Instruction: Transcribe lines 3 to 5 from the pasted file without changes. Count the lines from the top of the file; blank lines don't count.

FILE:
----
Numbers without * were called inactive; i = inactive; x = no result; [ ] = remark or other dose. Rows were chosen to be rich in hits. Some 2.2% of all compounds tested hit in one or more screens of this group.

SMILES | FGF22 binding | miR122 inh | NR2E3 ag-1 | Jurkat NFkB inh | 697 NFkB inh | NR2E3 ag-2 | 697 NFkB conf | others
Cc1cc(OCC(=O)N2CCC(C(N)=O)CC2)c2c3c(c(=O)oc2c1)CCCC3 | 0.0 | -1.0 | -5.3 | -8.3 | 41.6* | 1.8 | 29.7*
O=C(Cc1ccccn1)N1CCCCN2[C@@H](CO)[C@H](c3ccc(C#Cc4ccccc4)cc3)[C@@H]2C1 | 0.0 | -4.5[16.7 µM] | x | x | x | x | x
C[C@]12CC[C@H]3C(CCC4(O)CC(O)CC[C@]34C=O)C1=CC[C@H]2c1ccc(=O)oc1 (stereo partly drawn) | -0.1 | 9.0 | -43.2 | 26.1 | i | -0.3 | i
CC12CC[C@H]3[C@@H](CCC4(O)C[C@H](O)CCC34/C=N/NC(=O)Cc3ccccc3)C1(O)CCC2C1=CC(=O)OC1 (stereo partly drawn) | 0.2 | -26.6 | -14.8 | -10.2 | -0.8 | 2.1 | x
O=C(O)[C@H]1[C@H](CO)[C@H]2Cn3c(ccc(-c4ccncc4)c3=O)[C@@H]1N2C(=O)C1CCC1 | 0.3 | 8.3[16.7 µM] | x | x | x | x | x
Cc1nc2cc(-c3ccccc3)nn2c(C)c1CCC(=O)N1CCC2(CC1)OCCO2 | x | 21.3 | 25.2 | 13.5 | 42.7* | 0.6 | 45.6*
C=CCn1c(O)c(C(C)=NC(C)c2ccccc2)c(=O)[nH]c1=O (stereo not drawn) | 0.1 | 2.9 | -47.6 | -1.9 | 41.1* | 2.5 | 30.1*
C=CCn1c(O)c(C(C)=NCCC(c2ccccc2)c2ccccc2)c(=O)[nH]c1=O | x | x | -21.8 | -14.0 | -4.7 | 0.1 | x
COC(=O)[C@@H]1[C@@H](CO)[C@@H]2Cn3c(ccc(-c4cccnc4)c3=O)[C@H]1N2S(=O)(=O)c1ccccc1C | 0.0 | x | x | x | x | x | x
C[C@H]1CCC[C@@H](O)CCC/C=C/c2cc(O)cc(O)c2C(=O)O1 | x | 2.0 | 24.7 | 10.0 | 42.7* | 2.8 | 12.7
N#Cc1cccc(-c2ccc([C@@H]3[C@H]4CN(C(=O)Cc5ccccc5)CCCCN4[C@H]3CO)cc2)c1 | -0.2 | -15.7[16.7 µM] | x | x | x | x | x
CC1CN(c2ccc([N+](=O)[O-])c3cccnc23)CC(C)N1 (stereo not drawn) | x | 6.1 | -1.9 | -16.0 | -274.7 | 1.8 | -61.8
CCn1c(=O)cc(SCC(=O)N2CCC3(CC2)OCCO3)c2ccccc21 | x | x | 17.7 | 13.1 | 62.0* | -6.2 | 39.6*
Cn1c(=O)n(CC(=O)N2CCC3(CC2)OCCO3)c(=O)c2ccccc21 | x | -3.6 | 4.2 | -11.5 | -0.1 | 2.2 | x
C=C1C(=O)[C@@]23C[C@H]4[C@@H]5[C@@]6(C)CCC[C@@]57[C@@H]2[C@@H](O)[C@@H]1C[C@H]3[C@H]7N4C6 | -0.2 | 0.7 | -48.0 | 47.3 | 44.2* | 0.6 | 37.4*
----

Cc1cc(OCC(=O)N2CCC(C(N)=O)CC2)c2c3c(c(=O)oc2c1)CCCC3 | 0.0 | -1.0 | -5.3 | -8.3 | 41.6* | 1.8 | 29.7*
O=C(Cc1ccccn1)N1CCCCN2[C@@H](CO)[C@H](c3ccc(C#Cc4ccccc4)cc3)[C@@H]2C1 | 0.0 | -4.5[16.7 µM] | x | x | x | x | x
C[C@]12CC[C@H]3C(CCC4(O)CC(O)CC[C@]34C=O)C1=CC[C@H]2c1ccc(=O)oc1 (stereo partly drawn) | -0.1 | 9.0 | -43.2 | 26.1 | i | -0.3 | i